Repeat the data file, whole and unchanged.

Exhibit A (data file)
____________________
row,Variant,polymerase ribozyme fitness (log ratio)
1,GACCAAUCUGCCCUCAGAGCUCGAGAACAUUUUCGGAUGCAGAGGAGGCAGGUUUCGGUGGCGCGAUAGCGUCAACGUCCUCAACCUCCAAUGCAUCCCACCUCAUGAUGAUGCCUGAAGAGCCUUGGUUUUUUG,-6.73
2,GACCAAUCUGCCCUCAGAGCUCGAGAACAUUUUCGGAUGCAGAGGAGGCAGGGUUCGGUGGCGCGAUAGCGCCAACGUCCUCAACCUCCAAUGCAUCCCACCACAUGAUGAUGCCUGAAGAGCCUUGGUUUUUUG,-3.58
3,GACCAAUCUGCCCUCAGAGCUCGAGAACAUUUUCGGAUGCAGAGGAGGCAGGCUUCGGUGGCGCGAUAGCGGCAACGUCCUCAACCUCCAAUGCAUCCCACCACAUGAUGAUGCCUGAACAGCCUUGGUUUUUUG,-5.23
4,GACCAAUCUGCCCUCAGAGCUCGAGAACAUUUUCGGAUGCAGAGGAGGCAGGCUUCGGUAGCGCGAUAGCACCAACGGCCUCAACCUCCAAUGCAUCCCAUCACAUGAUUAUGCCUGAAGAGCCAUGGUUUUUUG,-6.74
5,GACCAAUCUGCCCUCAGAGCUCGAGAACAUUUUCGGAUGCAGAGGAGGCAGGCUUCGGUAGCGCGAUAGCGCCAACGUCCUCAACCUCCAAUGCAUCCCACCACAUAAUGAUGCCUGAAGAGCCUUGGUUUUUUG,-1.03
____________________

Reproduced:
row,Variant,polymerase ribozyme fitness (log ratio)
1,GACCAAUCUGCCCUCAGAGCUCGAGAACAUUUUCGGAUGCAGAGGAGGCAGGUUUCGGUGGCGCGAUAGCGUCAACGUCCUCAACCUCCAAUGCAUCCCACCUCAUGAUGAUGCCUGAAGAGCCUUGGUUUUUUG,-6.73
2,GACCAAUCUGCCCUCAGAGCUCGAGAACAUUUUCGGAUGCAGAGGAGGCAGGGUUCGGUGGCGCGAUAGCGCCAACGUCCUCAACCUCCAAUGCAUCCCACCACAUGAUGAUGCCUGAAGAGCCUUGGUUUUUUG,-3.58
3,GACCAAUCUGCCCUCAGAGCUCGAGAACAUUUUCGGAUGCAGAGGAGGCAGGCUUCGGUGGCGCGAUAGCGGCAACGUCCUCAACCUCCAAUGCAUCCCACCACAUGAUGAUGCCUGAACAGCCUUGGUUUUUUG,-5.23
4,GACCAAUCUGCCCUCAGAGCUCGAGAACAUUUUCGGAUGCAGAGGAGGCAGGCUUCGGUAGCGCGAUAGCACCAACGGCCUCAACCUCCAAUGCAUCCCAUCACAUGAUUAUGCCUGAAGAGCCAUGGUUUUUUG,-6.74
5,GACCAAUCUGCCCUCAGAGCUCGAGAACAUUUUCGGAUGCAGAGGAGGCAGGCUUCGGUAGCGCGAUAGCGCCAACGUCCUCAACCUCCAAUGCAUCCCACCACAUAAUGAUGCCUGAAGAGCCUUGGUUUUUUG,-1.03